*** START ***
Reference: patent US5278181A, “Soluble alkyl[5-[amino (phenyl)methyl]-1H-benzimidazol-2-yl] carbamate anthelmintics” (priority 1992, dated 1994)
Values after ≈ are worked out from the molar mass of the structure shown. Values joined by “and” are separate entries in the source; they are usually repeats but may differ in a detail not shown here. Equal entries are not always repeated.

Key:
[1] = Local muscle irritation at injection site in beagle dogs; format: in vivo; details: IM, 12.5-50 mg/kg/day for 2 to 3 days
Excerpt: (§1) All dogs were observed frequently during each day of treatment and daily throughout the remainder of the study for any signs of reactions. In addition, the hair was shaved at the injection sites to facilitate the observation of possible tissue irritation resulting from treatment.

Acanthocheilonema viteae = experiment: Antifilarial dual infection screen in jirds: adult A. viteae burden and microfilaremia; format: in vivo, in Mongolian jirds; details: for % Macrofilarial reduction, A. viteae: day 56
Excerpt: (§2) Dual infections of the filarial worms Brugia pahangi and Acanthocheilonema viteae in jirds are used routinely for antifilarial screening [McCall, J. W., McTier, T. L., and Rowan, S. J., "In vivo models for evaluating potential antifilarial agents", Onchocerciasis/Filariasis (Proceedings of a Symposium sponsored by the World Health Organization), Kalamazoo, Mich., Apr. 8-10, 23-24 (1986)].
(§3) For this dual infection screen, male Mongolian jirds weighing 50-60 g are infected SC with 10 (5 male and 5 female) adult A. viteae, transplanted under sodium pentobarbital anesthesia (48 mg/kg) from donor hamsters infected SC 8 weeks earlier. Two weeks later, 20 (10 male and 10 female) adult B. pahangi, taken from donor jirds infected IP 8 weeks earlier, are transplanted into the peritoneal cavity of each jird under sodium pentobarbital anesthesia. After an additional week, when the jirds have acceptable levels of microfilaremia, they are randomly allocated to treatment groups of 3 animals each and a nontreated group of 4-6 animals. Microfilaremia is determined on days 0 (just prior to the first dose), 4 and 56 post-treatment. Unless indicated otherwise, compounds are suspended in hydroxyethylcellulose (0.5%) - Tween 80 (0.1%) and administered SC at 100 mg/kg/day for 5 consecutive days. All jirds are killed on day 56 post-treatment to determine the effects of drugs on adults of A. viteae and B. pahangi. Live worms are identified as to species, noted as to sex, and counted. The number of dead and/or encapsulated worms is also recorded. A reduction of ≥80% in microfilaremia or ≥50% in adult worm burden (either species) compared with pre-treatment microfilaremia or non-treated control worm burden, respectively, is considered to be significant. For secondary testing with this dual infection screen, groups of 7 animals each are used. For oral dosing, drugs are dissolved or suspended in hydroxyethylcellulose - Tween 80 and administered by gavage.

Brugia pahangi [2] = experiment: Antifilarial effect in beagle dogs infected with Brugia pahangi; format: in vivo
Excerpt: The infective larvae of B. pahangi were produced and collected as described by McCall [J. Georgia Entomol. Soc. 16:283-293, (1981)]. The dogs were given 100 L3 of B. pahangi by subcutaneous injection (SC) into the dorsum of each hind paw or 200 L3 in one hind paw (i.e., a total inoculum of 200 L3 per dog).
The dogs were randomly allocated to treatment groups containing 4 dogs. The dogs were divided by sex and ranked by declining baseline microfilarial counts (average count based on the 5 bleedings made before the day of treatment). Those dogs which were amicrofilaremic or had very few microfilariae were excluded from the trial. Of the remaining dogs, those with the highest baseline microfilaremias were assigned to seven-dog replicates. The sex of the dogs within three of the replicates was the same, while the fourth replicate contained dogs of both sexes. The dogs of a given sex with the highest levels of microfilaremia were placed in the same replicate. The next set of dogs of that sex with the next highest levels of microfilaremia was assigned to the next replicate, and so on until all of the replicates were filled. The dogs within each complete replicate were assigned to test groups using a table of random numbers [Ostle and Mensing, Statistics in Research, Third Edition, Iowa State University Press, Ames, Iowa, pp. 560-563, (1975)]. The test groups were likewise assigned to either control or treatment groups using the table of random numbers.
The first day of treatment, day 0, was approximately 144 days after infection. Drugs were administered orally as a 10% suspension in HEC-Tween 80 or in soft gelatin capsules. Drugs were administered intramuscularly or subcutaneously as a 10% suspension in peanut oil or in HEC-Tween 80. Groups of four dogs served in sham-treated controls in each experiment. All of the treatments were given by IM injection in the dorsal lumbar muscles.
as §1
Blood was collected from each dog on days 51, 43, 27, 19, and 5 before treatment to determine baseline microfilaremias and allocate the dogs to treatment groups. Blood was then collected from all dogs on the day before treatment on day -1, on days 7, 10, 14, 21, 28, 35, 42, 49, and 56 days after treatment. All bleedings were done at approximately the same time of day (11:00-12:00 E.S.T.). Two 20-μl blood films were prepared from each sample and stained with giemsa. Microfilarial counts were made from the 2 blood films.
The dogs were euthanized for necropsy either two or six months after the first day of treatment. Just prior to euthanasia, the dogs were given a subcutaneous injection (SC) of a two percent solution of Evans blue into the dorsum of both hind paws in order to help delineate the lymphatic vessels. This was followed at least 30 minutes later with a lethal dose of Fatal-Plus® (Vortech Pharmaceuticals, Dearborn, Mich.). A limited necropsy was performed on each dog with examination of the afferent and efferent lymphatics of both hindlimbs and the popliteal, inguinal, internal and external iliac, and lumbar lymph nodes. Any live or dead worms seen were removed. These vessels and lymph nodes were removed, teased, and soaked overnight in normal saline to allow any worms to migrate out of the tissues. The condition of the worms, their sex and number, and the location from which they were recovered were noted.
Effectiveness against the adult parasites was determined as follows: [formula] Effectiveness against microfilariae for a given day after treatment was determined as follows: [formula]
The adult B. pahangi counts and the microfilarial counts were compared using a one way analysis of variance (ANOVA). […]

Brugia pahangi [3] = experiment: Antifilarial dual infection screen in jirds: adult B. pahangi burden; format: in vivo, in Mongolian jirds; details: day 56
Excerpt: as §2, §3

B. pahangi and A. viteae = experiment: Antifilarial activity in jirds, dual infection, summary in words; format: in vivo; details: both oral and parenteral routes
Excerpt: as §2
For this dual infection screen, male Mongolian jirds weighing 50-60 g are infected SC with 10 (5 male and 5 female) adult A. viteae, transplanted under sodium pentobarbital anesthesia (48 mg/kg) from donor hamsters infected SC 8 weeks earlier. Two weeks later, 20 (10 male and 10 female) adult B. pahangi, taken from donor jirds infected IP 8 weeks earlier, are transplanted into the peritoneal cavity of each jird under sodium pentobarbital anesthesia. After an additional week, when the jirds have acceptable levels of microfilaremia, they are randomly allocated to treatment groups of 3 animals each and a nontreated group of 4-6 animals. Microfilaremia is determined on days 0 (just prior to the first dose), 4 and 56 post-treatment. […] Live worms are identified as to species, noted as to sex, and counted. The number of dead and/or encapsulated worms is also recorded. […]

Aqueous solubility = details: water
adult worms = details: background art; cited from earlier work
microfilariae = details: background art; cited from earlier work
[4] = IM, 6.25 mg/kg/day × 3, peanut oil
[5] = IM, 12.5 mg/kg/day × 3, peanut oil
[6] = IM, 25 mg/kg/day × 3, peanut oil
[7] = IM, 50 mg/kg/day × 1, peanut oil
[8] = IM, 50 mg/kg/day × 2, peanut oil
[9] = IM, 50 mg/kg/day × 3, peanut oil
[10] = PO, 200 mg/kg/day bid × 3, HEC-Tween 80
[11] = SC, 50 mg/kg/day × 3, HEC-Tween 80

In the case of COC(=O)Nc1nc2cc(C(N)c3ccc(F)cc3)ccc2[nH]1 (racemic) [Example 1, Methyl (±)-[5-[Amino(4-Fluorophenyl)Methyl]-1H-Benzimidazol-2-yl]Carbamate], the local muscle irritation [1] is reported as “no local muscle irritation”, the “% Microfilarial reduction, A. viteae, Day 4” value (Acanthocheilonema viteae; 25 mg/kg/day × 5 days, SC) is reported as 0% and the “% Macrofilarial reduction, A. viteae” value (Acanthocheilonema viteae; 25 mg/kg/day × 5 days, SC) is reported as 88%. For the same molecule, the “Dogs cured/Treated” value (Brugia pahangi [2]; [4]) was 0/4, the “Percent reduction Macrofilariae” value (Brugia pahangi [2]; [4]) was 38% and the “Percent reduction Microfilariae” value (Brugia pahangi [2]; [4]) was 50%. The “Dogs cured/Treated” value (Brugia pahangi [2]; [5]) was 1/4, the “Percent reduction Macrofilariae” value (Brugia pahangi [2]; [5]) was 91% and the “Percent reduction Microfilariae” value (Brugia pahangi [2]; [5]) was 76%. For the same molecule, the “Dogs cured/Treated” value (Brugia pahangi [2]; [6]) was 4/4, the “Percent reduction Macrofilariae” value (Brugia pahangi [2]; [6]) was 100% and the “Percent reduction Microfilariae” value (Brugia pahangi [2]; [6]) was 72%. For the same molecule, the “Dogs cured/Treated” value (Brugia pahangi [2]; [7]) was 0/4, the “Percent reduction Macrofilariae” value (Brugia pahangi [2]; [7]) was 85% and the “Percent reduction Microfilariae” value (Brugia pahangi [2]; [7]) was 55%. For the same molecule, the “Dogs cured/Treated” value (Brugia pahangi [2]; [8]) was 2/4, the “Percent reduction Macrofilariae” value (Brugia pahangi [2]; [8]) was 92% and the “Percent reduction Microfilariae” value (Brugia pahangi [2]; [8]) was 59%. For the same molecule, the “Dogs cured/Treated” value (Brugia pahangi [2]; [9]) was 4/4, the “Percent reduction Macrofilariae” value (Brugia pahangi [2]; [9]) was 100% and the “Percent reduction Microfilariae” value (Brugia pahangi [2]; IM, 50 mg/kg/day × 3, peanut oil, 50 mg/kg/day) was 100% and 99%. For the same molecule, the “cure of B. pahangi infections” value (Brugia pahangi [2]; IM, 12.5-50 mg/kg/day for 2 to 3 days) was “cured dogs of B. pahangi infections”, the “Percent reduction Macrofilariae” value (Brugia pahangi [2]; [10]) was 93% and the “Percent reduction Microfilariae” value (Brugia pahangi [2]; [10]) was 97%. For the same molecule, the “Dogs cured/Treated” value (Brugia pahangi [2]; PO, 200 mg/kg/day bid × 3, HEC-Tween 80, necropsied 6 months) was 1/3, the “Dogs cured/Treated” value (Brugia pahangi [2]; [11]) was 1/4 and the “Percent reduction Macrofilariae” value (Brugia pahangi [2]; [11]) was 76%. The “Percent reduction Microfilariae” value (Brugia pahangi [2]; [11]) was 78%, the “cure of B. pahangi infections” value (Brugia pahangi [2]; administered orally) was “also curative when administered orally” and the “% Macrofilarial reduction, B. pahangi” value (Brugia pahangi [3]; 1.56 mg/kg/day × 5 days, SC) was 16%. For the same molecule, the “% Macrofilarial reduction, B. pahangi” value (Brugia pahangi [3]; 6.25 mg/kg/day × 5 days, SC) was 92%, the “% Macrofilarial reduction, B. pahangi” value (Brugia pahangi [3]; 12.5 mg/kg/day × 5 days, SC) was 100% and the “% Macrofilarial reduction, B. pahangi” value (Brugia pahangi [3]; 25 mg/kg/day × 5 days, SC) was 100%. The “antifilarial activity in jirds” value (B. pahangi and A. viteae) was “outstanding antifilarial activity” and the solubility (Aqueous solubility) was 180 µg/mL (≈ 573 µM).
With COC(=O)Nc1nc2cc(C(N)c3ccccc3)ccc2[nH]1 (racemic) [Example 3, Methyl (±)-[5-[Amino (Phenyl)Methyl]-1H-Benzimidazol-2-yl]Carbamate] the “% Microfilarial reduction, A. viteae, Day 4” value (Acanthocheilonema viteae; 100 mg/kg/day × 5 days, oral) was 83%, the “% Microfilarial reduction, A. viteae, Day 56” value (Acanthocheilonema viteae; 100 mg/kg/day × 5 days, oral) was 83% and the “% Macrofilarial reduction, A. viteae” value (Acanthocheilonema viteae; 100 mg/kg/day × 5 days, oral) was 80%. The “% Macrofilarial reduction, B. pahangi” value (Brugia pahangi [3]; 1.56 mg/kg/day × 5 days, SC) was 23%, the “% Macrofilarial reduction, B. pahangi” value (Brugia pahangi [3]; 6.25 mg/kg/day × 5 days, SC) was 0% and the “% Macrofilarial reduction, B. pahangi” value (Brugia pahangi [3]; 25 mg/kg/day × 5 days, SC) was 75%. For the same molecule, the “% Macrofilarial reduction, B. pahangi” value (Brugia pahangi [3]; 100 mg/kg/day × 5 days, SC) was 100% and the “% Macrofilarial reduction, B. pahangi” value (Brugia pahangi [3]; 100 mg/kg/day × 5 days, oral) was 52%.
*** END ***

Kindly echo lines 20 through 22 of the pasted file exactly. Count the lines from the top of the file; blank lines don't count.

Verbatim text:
B. pahangi and A. viteae = experiment: Antifilarial activity in jirds, dual infection, summary in words; format: in vivo; details: both oral and parenteral routes
Excerpt: as §2
For this dual infection screen, male Mongolian jirds weighing 50-60 g are infected SC with 10 (5 male and 5 female) adult A. viteae, transplanted under sodium pentobarbital anesthesia (48 mg/kg) from donor hamsters infected SC 8 weeks earlier. Two weeks later, 20 (10 male and 10 female) adult B. pahangi, taken from donor jirds infected IP 8 weeks earlier, are transplanted into the peritoneal cavity of each jird under sodium pentobarbital anesthesia. After an additional week, when the jirds have acceptable levels of microfilaremia, they are randomly allocated to treatment groups of 3 animals each and a nontreated group of 4-6 animals. Microfilaremia is determined on days 0 (just prior to the first dose), 4 and 56 post-treatment. […] Live worms are identified as to species, noted as to sex, and counted. The number of dead and/or encapsulated worms is also recorded. […]